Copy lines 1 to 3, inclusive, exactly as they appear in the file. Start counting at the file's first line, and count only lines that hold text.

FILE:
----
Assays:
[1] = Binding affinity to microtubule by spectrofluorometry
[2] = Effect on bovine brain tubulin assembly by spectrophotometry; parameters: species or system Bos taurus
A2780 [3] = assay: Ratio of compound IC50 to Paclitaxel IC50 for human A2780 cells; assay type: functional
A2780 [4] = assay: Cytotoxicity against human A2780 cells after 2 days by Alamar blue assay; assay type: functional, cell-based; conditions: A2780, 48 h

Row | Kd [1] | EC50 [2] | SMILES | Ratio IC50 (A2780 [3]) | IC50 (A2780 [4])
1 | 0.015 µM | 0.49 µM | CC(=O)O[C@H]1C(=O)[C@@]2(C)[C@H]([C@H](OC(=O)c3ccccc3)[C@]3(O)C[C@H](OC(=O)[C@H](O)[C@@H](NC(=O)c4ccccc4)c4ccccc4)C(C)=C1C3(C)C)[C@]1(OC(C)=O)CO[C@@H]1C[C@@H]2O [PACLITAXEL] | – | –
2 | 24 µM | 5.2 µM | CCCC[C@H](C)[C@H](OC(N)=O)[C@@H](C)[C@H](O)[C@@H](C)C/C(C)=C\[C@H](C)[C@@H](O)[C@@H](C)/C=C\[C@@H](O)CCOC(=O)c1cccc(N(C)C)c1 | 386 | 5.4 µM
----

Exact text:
Assays:
[1] = Binding affinity to microtubule by spectrofluorometry
[2] = Effect on bovine brain tubulin assembly by spectrophotometry; parameters: species or system Bos taurus